Due to the complexity of the topic we decided that highschool students between the ages of 15 and 18 would be the ideal target group. The Interactive Communication System (ICS) should be accompanying or complementary to physics lessons. Profiting from the school as a calm environment, in which the students can be supported by their teachers, when necessary.
In order to determine the content, we conducted a broad research into the subject matter of the Special Theory of Relativity (SToR).
We divided the topics in such a way that each of us could devote ourselves to a small area of SToR and explore it in depth.
In a card sorting process, we divided the most important aspects of the research results into thematically related groups and then put them into a hierarchical structure.
In the course of the project, our understanding of the subject matter constantly expanded and manifested itself. This is why we had to make several content-related and logical corrections to the information architecture.
Defining a communication goal enables the group to work together on a concrete course in terms of content, narrative and visual design. Throughout the process, we adjusted the communication goal and its focus several times as our thematic understanding evolved.
Since the contents of the ICS partly build on each other and altogether form a learning process, a linear narrative form seemed to us to be the best way to achieve our communication goal.
For each of our three chapters we defined a local communication goal and, based on this, formulated take-aways that divided the chapter into sections that were appropriate in terms of content and didactics.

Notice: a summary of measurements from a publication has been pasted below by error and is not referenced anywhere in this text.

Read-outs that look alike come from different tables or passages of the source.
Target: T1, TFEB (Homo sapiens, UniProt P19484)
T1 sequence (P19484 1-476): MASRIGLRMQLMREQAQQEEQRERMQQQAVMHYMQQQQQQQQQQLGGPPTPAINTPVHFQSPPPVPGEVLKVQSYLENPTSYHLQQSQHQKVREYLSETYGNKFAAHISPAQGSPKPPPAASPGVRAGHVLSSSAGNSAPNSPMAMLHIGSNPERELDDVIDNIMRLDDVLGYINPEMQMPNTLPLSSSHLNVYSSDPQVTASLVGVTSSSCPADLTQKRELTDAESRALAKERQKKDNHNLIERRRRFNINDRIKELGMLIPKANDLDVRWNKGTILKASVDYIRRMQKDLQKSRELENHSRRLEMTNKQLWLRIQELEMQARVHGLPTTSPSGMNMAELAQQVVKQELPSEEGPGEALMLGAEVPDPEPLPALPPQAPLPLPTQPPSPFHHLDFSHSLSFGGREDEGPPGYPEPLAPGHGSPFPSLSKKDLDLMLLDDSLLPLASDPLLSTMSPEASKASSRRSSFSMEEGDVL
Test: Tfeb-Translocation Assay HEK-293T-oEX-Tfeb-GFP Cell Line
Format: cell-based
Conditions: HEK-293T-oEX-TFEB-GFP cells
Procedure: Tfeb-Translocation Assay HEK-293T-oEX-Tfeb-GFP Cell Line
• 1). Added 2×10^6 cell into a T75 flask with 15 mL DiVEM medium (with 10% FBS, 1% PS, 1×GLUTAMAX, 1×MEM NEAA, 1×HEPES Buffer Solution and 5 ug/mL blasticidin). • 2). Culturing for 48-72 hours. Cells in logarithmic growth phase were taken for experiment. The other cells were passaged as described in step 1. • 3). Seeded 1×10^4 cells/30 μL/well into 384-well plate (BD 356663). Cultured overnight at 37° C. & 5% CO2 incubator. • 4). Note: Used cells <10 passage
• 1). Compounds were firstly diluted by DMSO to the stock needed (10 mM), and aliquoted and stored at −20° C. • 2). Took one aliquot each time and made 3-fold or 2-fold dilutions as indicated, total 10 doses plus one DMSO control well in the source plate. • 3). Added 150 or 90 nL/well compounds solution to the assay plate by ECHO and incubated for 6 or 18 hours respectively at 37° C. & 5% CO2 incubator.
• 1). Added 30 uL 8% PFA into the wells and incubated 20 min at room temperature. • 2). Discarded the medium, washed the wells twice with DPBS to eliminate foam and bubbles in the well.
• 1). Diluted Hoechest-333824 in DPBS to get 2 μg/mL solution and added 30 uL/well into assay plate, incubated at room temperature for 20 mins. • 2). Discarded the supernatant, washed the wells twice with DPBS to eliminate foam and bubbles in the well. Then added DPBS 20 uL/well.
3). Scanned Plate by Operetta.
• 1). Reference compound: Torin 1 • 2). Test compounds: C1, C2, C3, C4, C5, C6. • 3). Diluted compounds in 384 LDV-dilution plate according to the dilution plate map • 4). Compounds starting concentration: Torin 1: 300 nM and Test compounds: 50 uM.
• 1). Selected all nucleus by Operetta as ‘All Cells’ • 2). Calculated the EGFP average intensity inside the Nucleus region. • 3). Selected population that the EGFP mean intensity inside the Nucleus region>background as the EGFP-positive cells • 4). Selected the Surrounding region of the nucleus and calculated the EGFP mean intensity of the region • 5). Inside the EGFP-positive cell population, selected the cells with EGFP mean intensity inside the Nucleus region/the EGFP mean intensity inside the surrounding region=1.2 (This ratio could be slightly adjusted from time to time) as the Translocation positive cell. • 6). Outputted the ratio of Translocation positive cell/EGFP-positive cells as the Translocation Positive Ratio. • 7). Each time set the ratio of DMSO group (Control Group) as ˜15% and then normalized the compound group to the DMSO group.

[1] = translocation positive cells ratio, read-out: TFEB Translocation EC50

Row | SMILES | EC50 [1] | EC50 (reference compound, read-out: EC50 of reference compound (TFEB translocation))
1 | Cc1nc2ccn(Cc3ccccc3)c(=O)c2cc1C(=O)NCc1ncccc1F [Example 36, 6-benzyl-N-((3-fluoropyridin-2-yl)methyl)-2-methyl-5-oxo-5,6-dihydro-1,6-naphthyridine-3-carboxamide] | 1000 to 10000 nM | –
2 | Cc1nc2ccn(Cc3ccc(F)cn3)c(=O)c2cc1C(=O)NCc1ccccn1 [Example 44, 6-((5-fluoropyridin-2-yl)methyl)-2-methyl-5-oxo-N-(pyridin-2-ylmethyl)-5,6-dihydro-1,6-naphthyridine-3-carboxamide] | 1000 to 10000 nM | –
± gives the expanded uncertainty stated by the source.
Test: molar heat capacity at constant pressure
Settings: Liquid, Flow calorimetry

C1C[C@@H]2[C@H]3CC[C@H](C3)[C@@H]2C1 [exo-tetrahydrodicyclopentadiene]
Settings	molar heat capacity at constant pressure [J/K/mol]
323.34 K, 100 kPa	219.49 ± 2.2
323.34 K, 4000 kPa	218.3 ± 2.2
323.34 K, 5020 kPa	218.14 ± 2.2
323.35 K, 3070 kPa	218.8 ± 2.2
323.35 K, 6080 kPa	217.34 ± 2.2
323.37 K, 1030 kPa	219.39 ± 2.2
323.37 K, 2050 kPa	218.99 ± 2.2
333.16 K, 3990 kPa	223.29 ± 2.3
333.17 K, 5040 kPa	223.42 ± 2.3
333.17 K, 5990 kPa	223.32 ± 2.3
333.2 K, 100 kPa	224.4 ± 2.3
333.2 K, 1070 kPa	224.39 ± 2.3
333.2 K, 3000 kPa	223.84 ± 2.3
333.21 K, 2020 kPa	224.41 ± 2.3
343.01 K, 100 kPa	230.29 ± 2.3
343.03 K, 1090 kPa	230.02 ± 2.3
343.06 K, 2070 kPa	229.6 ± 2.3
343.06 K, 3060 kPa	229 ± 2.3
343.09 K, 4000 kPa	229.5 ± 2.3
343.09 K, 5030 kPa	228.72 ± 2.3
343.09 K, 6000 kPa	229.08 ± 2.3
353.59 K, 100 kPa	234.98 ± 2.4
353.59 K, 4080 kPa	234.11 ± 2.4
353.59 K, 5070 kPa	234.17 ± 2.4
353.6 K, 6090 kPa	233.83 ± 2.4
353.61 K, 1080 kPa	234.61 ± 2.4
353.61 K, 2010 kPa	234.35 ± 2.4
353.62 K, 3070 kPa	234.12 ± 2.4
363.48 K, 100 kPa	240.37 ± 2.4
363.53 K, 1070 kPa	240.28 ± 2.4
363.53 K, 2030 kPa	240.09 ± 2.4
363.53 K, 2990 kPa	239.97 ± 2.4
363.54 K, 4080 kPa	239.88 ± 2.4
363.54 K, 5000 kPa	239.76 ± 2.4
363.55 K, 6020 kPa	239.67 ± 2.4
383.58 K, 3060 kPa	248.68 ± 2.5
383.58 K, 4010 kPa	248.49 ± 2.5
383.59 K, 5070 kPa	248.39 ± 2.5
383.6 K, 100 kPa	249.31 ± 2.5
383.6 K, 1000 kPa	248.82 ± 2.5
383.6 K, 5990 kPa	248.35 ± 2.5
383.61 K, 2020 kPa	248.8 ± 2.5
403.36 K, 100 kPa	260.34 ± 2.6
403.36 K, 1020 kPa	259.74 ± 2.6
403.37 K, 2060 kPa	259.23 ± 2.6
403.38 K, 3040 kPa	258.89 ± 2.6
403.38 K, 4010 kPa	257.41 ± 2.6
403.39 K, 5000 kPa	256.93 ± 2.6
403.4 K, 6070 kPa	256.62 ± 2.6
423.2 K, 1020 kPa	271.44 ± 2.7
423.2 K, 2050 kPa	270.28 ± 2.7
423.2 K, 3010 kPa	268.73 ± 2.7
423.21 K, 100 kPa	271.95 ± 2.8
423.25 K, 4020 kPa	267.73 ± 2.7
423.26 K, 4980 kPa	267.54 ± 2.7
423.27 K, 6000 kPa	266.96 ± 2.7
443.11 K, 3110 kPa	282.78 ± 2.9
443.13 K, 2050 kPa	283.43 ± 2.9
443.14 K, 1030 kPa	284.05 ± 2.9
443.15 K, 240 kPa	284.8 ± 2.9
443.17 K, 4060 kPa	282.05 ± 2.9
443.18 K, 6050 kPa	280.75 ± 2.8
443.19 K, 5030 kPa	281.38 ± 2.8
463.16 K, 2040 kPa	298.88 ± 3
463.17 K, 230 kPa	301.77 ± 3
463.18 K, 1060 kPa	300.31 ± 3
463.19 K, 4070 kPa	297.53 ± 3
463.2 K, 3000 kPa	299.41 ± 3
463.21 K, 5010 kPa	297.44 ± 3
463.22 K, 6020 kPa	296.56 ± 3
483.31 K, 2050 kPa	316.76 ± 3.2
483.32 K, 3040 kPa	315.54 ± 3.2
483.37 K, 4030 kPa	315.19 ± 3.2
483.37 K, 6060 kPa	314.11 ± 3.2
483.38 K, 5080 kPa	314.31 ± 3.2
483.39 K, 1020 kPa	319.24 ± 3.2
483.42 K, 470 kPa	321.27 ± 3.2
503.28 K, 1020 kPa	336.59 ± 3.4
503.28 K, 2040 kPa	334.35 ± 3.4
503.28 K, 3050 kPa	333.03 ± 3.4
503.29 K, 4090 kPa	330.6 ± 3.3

Through a large number of sketches, we have translated the didactic concepts into visual variants.
The initial concept of a physical exhibit that spatially separated the three chapters did not offer any didactic or informative added value. Taking into account the target group, the context of use, as well as the final communication goal, we finally decided on the tablet as the exhibit type.
The next step was to combine the compiled content and the narrative structure and translate them into a visual interface. We iteratively developed the layout in a total of seven versions. The feedback from small user tests was particularly valuable.
In order for the user to fully concentrate on the complex content, he should not have to worry about the navigation and operation of the ICS. When creating the navigation and operating concept, we focused on intuitive interactions that our target group has already internalised as conventions.
Clear colour coding helps to distinguish clearly between the elements of navigation and the interactive content.
We also relied on common conventions for the animations and transitions, which also underline the hierarchy of our system in terms of content and narrative structure. This should help the user to develop an appropriate mental model.
We derived the personality of the ICS from our theme and the selected target group. We translated a list of adjectives that describe the personality of the ICS into corresponding colours by associative assignment.
Based on the defined personality, we have compiled a selection of fonts. In a comparative table, we examined them for different criteria. Inter fulfilled most of the requirements.
We adapted the selected font to the use cases in our system and documented the final parameters in a style guide.
In the course of this project, I carried out user testing for the first time. I realised how valuable und essential user feedback is for the development of a well-functioning product.